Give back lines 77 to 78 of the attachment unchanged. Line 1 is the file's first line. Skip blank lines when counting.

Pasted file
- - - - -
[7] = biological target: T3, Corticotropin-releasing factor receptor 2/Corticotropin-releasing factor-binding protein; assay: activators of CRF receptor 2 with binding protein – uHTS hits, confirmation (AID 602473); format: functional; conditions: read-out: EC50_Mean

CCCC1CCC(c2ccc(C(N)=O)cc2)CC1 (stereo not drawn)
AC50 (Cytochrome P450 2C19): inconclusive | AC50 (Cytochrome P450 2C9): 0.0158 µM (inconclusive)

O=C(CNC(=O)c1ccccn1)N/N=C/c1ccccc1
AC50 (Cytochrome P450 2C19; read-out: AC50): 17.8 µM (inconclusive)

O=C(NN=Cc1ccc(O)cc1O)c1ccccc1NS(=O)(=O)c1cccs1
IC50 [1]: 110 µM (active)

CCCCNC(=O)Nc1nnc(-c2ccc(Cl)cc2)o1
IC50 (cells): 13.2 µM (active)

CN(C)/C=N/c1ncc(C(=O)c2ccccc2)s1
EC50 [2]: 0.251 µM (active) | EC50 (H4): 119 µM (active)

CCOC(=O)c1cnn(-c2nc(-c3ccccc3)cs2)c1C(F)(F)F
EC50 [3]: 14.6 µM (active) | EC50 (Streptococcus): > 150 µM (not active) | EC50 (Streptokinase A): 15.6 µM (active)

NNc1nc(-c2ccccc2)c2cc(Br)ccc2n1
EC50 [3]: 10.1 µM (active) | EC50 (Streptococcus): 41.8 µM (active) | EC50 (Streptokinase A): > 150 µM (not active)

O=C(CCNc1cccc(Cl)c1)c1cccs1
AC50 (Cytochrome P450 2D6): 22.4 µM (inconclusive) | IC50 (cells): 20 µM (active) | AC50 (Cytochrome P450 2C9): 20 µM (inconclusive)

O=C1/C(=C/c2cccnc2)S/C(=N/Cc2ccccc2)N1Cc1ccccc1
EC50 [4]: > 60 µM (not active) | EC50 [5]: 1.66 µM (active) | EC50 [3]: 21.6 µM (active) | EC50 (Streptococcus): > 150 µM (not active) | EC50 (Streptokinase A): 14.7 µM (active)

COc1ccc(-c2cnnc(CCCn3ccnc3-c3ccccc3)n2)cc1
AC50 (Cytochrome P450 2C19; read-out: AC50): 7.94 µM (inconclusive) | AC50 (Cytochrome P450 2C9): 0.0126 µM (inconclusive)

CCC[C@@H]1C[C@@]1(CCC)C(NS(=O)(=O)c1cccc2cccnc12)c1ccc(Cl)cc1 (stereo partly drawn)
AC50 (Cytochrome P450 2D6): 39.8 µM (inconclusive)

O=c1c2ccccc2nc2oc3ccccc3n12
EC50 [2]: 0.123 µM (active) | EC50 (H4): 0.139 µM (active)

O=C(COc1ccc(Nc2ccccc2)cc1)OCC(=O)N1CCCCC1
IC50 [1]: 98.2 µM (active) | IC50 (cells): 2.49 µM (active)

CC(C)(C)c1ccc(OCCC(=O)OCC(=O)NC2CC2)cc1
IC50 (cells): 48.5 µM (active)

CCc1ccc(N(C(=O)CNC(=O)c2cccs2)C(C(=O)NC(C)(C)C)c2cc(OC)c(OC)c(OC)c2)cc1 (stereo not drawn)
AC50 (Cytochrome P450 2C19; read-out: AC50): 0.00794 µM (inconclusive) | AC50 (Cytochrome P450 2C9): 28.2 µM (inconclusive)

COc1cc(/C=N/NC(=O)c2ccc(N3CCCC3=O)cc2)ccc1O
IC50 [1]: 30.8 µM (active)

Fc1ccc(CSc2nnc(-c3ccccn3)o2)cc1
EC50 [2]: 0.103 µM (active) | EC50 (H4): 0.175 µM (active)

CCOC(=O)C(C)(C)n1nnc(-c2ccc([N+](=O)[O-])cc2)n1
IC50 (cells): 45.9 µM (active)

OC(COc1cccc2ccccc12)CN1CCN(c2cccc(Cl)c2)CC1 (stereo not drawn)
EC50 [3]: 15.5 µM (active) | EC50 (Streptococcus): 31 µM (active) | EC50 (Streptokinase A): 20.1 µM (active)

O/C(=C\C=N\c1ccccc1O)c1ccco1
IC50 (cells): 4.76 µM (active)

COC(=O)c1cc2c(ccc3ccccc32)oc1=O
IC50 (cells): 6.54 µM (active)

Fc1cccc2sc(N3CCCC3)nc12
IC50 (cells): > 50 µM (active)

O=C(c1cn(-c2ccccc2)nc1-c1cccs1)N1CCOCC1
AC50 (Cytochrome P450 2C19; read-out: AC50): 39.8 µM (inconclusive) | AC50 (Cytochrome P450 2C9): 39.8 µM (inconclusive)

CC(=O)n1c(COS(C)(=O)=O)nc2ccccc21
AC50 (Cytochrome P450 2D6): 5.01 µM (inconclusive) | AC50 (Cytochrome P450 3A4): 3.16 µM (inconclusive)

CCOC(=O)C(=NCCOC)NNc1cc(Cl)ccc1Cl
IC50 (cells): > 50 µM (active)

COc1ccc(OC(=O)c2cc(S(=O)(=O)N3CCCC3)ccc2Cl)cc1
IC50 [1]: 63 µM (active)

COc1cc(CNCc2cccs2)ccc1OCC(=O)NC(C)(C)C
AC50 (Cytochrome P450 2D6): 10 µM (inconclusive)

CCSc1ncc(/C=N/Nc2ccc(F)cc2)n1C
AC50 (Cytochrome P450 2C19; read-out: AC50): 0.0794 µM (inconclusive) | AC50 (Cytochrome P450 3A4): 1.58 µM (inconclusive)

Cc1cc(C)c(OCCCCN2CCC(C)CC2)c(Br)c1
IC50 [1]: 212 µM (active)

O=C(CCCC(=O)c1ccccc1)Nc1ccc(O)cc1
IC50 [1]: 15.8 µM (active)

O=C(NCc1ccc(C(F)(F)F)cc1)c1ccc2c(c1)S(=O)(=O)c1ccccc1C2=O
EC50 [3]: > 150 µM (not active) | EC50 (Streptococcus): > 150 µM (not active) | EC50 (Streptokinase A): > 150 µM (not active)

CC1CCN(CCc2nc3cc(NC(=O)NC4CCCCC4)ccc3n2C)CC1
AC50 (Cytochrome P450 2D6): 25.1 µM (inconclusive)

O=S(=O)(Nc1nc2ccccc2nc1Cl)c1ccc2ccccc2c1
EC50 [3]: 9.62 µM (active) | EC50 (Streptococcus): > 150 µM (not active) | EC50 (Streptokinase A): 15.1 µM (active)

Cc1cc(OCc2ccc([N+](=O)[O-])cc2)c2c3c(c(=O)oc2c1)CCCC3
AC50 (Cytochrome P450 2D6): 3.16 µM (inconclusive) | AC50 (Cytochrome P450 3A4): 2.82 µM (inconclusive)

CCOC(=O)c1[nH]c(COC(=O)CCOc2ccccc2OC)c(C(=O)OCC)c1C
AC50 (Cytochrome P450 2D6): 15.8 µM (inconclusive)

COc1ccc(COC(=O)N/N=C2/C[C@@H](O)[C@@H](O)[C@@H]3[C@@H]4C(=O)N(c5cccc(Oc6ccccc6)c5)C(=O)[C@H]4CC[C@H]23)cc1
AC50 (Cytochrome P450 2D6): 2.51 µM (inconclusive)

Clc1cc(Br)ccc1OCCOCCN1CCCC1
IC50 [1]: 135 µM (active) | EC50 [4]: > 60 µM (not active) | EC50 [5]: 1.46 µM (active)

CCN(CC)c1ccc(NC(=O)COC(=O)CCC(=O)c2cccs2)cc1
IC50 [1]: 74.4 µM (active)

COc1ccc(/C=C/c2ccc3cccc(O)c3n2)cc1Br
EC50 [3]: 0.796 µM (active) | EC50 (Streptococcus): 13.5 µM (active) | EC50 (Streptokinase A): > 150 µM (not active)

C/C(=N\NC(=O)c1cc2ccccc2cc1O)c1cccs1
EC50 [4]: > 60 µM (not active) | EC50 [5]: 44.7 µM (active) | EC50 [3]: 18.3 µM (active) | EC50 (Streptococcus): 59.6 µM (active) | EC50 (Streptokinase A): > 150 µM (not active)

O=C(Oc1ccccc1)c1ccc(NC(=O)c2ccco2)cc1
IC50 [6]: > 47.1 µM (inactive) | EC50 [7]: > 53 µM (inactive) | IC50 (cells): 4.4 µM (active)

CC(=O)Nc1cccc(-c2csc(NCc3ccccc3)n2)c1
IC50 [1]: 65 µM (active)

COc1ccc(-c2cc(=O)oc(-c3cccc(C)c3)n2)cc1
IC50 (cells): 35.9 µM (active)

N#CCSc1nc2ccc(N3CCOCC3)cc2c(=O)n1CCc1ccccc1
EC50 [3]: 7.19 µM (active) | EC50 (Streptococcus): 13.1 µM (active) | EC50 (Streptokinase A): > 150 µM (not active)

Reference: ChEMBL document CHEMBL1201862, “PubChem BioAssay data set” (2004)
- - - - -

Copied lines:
IC50 [1]: 74.4 µM (active)

COc1ccc(/C=C/c2ccc3cccc(O)c3n2)cc1Br